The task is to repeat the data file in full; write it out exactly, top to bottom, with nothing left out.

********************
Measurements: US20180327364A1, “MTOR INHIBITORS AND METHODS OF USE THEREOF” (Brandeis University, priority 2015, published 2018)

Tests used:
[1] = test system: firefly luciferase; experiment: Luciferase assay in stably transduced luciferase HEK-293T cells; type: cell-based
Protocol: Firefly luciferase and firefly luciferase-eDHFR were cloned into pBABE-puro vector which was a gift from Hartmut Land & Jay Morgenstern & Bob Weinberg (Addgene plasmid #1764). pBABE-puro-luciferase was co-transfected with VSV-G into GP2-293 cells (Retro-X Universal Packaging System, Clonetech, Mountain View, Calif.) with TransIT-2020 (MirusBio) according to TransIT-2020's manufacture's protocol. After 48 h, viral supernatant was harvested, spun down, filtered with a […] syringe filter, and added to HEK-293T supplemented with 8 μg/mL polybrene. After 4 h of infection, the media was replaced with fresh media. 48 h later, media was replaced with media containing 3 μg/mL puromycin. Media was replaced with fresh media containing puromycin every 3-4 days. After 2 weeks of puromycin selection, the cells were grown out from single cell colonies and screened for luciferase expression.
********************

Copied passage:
Measurements: US20180327364A1, “MTOR INHIBITORS AND METHODS OF USE THEREOF” (Brandeis University, priority 2015, published 2018)

Tests used:
[1] = test system: firefly luciferase; experiment: Luciferase assay in stably transduced luciferase HEK-293T cells; type: cell-based
Protocol: Firefly luciferase and firefly luciferase-eDHFR were cloned into pBABE-puro vector which was a gift from Hartmut Land & Jay Morgenstern & Bob Weinberg (Addgene plasmid #1764). pBABE-puro-luciferase was co-transfected with VSV-G into GP2-293 cells (Retro-X Universal Packaging System, Clonetech, Mountain View, Calif.) with TransIT-2020 (MirusBio) according to TransIT-2020's manufacture's protocol. After 48 h, viral supernatant was harvested, spun down, filtered with a […] syringe filter, and added to HEK-293T supplemented with 8 μg/mL polybrene. After 4 h of infection, the media was replaced with fresh media. 48 h later, media was replaced with media containing 3 μg/mL puromycin. Media was replaced with fresh media containing puromycin every 3-4 days. After 2 weeks of puromycin selection, the cells were grown out from single cell colonies and screened for luciferase expression.